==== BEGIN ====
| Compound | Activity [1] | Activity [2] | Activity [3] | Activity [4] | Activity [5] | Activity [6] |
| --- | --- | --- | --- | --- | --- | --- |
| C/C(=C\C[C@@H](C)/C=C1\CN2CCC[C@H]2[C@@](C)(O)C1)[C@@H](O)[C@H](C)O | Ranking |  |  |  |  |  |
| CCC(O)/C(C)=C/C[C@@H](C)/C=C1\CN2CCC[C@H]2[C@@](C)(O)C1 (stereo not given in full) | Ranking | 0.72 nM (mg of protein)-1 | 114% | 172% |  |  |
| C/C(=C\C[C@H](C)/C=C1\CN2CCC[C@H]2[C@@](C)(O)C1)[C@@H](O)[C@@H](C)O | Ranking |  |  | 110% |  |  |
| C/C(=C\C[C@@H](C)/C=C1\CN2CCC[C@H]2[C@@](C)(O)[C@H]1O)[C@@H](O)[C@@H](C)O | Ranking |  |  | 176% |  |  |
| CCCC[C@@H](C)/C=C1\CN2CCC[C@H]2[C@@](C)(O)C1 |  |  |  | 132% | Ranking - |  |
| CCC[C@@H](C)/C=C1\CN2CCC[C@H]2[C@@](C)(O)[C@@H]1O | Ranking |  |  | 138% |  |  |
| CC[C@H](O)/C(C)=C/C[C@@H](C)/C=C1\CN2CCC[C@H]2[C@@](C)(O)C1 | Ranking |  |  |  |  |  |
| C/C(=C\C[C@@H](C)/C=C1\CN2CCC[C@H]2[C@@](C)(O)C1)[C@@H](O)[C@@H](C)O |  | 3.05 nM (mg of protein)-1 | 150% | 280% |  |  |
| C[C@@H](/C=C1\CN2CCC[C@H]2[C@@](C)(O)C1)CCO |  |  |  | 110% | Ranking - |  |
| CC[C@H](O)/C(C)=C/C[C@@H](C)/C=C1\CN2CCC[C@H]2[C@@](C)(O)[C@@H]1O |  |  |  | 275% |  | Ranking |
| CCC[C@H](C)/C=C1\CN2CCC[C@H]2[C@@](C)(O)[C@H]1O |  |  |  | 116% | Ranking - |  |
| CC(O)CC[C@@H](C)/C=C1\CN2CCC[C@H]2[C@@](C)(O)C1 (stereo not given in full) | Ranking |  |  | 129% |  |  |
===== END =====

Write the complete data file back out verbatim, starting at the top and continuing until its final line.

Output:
| Compound | Activity [1] | Activity [2] | Activity [3] | Activity [4] | Activity [5] | Activity [6] |
| --- | --- | --- | --- | --- | --- | --- |
| C/C(=C\C[C@@H](C)/C=C1\CN2CCC[C@H]2[C@@](C)(O)C1)[C@@H](O)[C@H](C)O | Ranking |  |  |  |  |  |
| CCC(O)/C(C)=C/C[C@@H](C)/C=C1\CN2CCC[C@H]2[C@@](C)(O)C1 (stereo not given in full) | Ranking | 0.72 nM (mg of protein)-1 | 114% | 172% |  |  |
| C/C(=C\C[C@H](C)/C=C1\CN2CCC[C@H]2[C@@](C)(O)C1)[C@@H](O)[C@@H](C)O | Ranking |  |  | 110% |  |  |
| C/C(=C\C[C@@H](C)/C=C1\CN2CCC[C@H]2[C@@](C)(O)[C@H]1O)[C@@H](O)[C@@H](C)O | Ranking |  |  | 176% |  |  |
| CCCC[C@@H](C)/C=C1\CN2CCC[C@H]2[C@@](C)(O)C1 |  |  |  | 132% | Ranking - |  |
| CCC[C@@H](C)/C=C1\CN2CCC[C@H]2[C@@](C)(O)[C@@H]1O | Ranking |  |  | 138% |  |  |
| CC[C@H](O)/C(C)=C/C[C@@H](C)/C=C1\CN2CCC[C@H]2[C@@](C)(O)C1 | Ranking |  |  |  |  |  |
| C/C(=C\C[C@@H](C)/C=C1\CN2CCC[C@H]2[C@@](C)(O)C1)[C@@H](O)[C@@H](C)O |  | 3.05 nM (mg of protein)-1 | 150% | 280% |  |  |
| C[C@@H](/C=C1\CN2CCC[C@H]2[C@@](C)(O)C1)CCO |  |  |  | 110% | Ranking - |  |
| CC[C@H](O)/C(C)=C/C[C@@H](C)/C=C1\CN2CCC[C@H]2[C@@](C)(O)[C@@H]1O |  |  |  | 275% |  | Ranking |
| CCC[C@H](C)/C=C1\CN2CCC[C@H]2[C@@](C)(O)[C@H]1O |  |  |  | 116% | Ranking - |  |
| CC(O)CC[C@@H](C)/C=C1\CN2CCC[C@H]2[C@@](C)(O)C1 (stereo not given in full) | Ranking |  |  | 129% |  |  |